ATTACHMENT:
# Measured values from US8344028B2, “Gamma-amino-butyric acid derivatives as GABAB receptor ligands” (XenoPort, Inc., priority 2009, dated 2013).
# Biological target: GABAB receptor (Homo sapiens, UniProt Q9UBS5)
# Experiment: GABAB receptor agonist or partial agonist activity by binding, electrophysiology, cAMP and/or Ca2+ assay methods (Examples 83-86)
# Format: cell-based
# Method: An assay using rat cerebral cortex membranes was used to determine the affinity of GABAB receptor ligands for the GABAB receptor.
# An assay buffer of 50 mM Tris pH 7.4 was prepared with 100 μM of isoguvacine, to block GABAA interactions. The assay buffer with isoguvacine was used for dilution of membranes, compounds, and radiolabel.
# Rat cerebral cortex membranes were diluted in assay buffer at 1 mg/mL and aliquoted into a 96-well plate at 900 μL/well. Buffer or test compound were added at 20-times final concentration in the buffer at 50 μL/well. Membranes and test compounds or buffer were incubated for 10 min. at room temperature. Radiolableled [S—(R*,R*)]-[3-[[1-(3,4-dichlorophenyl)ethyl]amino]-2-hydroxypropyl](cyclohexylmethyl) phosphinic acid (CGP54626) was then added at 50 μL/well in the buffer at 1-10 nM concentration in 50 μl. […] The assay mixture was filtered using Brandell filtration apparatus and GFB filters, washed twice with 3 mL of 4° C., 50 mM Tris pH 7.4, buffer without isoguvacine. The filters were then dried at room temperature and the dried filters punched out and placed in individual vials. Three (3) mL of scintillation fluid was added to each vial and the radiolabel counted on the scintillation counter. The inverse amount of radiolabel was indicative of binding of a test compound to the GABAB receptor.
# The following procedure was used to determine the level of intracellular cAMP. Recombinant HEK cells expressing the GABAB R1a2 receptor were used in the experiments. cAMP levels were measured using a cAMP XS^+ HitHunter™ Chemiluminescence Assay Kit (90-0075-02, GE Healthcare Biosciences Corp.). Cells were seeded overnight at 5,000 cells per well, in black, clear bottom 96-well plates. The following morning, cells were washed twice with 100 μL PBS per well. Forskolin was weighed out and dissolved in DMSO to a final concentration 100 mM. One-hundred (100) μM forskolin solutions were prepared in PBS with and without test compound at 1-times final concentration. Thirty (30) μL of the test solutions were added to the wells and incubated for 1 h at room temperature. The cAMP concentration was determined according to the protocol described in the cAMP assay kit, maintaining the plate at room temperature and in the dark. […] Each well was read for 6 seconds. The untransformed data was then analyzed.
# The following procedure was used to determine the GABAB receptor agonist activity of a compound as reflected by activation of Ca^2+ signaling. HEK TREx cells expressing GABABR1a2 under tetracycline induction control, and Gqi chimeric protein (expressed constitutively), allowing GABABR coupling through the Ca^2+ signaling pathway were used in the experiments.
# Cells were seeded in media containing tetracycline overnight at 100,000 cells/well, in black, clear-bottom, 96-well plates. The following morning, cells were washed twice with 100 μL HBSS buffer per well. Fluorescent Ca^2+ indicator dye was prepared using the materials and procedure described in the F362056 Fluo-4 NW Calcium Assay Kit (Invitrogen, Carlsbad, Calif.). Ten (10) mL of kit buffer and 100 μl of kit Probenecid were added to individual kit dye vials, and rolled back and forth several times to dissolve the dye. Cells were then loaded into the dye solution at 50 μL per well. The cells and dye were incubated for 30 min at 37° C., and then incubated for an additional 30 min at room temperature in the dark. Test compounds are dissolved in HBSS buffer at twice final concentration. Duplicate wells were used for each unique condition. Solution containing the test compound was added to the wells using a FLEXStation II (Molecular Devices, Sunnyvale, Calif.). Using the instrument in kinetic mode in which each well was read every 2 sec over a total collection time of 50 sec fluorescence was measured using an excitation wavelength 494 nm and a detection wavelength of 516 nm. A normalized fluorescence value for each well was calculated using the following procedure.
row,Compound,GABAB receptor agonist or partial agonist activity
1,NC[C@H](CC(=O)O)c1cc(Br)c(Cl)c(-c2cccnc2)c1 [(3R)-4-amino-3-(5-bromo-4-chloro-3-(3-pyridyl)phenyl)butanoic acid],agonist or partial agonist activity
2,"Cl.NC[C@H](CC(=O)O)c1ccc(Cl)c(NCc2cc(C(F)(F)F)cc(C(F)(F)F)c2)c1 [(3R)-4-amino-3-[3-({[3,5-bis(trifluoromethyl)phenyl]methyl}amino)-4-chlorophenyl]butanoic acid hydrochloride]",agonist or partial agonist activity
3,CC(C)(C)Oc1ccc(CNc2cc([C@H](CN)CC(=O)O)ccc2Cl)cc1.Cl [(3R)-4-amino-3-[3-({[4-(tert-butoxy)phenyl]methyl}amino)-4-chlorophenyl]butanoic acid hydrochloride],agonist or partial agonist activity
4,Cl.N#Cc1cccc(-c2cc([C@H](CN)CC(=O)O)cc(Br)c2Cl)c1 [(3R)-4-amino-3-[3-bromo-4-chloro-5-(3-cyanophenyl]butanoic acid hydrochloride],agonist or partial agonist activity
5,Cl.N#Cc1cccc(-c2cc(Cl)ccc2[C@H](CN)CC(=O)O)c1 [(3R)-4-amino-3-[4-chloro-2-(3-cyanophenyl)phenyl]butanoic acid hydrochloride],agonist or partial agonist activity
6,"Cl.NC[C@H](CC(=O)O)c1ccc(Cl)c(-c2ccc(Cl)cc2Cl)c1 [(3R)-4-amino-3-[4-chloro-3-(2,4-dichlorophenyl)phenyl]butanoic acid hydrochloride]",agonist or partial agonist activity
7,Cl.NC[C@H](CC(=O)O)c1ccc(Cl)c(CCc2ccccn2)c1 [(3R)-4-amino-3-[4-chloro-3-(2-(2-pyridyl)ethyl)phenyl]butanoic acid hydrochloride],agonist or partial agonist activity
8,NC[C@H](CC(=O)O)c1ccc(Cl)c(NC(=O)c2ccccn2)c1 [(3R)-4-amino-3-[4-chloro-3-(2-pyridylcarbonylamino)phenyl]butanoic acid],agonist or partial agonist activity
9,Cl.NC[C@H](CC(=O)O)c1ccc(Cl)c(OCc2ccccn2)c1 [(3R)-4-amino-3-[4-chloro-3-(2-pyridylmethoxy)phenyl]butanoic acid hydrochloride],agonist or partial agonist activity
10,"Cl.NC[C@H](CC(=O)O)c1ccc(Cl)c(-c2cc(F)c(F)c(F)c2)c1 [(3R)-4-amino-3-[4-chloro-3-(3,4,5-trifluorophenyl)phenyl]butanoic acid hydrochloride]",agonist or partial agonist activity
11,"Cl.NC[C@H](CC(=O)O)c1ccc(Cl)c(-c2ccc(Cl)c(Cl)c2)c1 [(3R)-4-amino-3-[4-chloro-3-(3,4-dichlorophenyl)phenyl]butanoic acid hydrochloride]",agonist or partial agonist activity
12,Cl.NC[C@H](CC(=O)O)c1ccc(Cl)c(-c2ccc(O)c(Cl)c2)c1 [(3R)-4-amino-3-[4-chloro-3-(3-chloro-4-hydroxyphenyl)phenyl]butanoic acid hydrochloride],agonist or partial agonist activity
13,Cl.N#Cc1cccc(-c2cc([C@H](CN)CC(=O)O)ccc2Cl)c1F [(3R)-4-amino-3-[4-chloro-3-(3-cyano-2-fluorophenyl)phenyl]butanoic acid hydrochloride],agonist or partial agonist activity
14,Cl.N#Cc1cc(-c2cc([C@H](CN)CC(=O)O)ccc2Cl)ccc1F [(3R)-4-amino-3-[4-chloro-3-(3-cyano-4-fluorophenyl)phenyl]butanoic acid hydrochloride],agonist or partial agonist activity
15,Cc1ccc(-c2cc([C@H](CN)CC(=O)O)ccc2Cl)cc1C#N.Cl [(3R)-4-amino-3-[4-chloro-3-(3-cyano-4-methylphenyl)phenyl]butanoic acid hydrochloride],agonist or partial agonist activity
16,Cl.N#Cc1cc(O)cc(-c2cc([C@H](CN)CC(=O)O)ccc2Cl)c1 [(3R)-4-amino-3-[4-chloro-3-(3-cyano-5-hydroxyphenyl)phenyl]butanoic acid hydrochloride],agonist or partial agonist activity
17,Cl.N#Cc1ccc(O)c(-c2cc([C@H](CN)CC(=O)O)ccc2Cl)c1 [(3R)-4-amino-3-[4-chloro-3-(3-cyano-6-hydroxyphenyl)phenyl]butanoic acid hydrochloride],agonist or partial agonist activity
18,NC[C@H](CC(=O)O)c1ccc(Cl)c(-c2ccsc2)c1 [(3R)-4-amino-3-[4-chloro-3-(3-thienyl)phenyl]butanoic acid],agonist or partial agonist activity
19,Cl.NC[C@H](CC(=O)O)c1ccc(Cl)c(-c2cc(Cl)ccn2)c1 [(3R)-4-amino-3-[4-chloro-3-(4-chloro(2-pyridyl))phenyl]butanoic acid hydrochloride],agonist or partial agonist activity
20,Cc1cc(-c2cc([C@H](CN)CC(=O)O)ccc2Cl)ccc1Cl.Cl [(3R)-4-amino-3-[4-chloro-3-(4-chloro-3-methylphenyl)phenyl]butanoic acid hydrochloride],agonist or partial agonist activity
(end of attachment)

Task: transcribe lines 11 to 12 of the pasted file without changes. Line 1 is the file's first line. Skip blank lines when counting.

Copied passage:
row,Compound,GABAB receptor agonist or partial agonist activity
1,NC[C@H](CC(=O)O)c1cc(Br)c(Cl)c(-c2cccnc2)c1 [(3R)-4-amino-3-(5-bromo-4-chloro-3-(3-pyridyl)phenyl)butanoic acid],agonist or partial agonist activity